By Earl Maucker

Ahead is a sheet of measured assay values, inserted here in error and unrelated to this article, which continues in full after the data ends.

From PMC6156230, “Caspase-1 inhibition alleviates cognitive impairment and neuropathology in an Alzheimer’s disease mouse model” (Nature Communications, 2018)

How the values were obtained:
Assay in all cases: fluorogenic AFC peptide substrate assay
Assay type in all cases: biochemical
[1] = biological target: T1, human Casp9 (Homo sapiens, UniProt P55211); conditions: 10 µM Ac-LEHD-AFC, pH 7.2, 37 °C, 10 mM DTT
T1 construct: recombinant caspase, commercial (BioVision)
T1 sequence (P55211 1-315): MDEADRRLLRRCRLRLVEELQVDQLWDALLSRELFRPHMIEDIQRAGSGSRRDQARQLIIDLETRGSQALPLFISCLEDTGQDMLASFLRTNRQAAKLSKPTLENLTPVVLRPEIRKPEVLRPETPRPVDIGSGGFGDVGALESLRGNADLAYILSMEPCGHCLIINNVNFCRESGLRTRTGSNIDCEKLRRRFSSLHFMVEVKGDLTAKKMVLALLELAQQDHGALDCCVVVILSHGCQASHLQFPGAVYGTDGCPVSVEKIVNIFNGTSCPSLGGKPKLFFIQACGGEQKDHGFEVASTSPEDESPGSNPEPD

Fred Schorr, who retires in March, will surely be missed.  He brought to the city a unique perspective while serving Lighthouse Point for more than a decade.  He used his background as an engineer to full advantage while facing the challenges that come with being the city’s top administrator.  His immediate goals 11 years ago were not glamorous.  He had no interest in using his position to pursue higher political ambitions.  He was task oriented. Retired from The Coca-Cola Company as Director of Engineering, Fred fully realized the importance of focusing on detail.  He didn’t just rely on the experts – he was one.   He was the type of guy who would put on the hip waders and check out a bridge from underneath or climb into a grimy storm water construction site to personally inspect the work being done. When he became mayor after the election in 2003, he knew that the city’s infrastructure was rapidly deteriorating and that his priority must be to repair roads and bridges and renovate the city’s aging storm water system if the city was to continue to properly serve the residents and maintain property values.  “Fred had the unique ability to be hands on,” said Public Works Director Art Graham.  “He brought a creative dimension – he understood what you were talking about on complex issues and as a result could make a solid value judgment which benefited the city.”  He was also keenly aware that the city had outgrown its administrative offices.  With a bond issue recently passed to provide the funding, he saw an opportunity to purchase the vacant school adjacent to city hall and build a new police station, do a complete renovation to the community library, city hall, fire department and Dixon Ahl Hall, and turn the whole complex into a state of the art municipal campus.  He felt the complex would go a long way to improving morale of city staff while also demonstrating to local residents that the city had grown more sophisticated and had a stable governmental environment.  He considered customer service and public safety to be a top priority. To say Fred was a fiscal conservative would be an understatement.  He was determined to keep Lighthouse Point’s tax rate among the lowest in Broward County and he made it standard operating procedure to apply for federal and state grants for every project imaginable to save the city operating expense.  You might say he never met a grant he didn’t like.  In fact, during Fred’s tenure, the city obtained more than $10 million in grant funds, according to City Administrator John Lavisky.   Whether it was trees and landscaping along the roadways, municipal facilities, bus transportation, bridge and road repair, Fred made sure grants were applied for before a dime of city money was spent.  As a result, the city can boast a reserve fund in the coffers that is nearly three-fourths the annual operating budget – unheard of in most communities.  The tax rate is the third lowest in Broward’s 31 cities and the two that have lower rates have higher fees to compensate for the lower millage.   “He is the best boss I ever worked for,” said Lavisky.  “During my military career, I worked for a lot of generals.  Fred was of that quality.  Very smart.”